Getting more disabled people into employment is one of the central aims of this Government. This piece reviews the trends in the employment rates of disabled people and the barriers, which they face when attempting to find work.
There is a significant employment gap between disabled and non-disabled people. In 2015, 48% of disabled people were in employment. This compares to a 79% employment rate for the rest of the population.
Yet, this gap between disabled people and the rest of the population has decreased by around 12 percentage points since 2000. Though it seems progress has been made, it is worth highlighting that the gap between disabled people and the rest of the population’s employment rate has remained largely static since 2006.
The current Government has a stated ambition to halve the gap in employment between disabled and non-disabled people. To do this, the Government have to understand and mitigate the barriers to employment that disabled people face.
There are a wide variety of barriers to employment for disabled people. These barriers will vary significantly for each individual. However, there are two broad types of barriers that emerge: physical and attitudinal.
Physical barriers denote when an individual’s disability prevents them from applying for or undertaking a particular job. This could be because:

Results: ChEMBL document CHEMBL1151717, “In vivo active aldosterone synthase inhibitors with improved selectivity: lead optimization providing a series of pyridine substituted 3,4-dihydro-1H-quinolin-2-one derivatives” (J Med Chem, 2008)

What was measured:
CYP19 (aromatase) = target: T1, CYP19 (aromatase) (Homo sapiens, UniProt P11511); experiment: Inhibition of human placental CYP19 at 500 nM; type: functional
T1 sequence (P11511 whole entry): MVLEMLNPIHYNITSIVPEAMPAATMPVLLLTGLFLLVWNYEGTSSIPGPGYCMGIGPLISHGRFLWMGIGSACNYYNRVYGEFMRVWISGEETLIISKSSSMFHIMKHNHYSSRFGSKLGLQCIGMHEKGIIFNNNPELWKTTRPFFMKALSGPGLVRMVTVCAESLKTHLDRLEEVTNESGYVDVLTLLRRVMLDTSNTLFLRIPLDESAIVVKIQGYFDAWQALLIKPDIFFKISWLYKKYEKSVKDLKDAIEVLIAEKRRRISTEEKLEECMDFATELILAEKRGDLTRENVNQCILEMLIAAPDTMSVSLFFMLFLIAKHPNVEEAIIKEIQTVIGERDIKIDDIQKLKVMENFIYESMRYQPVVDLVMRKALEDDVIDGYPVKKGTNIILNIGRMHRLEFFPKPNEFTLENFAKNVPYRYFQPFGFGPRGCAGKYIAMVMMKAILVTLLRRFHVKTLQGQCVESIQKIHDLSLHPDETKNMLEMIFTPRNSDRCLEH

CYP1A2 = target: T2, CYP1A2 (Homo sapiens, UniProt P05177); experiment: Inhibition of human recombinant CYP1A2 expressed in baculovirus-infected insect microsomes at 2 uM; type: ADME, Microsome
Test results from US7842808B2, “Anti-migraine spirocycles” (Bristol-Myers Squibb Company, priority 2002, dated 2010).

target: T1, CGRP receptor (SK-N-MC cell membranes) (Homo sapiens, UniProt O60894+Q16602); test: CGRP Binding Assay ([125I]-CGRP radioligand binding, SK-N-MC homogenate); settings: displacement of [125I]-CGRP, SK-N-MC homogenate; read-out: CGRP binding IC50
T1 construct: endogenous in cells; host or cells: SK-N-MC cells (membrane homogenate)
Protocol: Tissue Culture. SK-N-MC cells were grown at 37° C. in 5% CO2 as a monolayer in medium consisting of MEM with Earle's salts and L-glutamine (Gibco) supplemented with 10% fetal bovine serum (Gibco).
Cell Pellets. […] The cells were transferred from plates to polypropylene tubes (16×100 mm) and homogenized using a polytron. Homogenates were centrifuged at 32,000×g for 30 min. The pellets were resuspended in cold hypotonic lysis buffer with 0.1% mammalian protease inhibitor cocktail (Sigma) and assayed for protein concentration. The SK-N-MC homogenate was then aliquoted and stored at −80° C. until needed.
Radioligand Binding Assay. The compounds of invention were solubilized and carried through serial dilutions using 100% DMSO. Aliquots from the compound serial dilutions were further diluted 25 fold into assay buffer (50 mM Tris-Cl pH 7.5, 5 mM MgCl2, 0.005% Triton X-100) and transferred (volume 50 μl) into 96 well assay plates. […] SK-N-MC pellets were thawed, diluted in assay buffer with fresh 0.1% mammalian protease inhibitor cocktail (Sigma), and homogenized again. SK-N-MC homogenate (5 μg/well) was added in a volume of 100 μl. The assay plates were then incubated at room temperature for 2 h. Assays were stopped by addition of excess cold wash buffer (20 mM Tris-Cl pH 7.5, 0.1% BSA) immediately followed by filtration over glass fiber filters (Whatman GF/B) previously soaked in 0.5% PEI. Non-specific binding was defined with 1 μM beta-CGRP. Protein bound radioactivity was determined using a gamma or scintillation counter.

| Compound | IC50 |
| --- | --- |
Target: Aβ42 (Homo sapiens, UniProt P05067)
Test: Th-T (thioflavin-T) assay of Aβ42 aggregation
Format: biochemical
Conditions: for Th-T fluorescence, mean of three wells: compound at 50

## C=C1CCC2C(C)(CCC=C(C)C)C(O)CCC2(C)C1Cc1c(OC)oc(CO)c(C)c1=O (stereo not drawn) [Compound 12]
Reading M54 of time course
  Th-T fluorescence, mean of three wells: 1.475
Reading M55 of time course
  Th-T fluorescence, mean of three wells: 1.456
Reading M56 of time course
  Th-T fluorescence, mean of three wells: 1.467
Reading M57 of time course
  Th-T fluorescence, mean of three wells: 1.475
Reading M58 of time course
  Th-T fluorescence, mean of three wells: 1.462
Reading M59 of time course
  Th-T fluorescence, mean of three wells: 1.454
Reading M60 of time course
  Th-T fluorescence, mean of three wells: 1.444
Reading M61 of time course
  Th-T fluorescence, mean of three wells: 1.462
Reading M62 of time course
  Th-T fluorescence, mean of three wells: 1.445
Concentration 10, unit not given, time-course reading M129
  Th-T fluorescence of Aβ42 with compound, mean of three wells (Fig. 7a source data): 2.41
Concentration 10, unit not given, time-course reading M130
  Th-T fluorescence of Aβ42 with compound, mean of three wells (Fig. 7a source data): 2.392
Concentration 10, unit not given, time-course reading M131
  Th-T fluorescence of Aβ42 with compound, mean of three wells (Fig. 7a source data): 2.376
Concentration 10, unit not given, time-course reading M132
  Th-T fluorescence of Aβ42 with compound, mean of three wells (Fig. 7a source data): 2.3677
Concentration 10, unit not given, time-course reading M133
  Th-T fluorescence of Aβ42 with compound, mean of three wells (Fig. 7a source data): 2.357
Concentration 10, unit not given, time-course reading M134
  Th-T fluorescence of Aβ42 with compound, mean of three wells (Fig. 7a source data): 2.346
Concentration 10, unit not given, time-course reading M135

- The job requires criteria which some disabled individuals may not be able to fulfil, for instance having a diving licence;
- The job is advertised only in non-accessible formats, for instance blind people may not be able to access many online recruitment sites;
- The office may not be appropriate for disabled people. For instance, it may not be wheelchair friendly
Attitudinal barriers relate to the attitudes of prospective or current employers, or the attitudes of disabled people themselves.
On prospective or current employers:
- Employers may believe that disabled employees are not as productive as other employees. This may be because employers, wrongly, believe that disabled employees are more likely to have days-off or are more likely to not stay in the job;
- Employers may also believe that the associated costs of hiring a disabled person, such as the adjustments required, are too high;
- Employers may be unaware of the assistive technology that is available.
On disabled people themselves:
- Lack the confidence when applying for jobs because they may have been rejected many times before
- Lack confidence in their own abilities to meet the requirements of a job or lack the skills by which to ‘sell themselves’ on paper or at interviews
- Fear that employers will not offer them the required support, or might discriminate against them
If the Government is to meet its ambition of halving the gap in employment between disabled and non-disabled people, then it must do more to reduce these two broad types of barriers.
James Dobson is a Researcher for Bright Blue.
Image: Anjan Chatterjee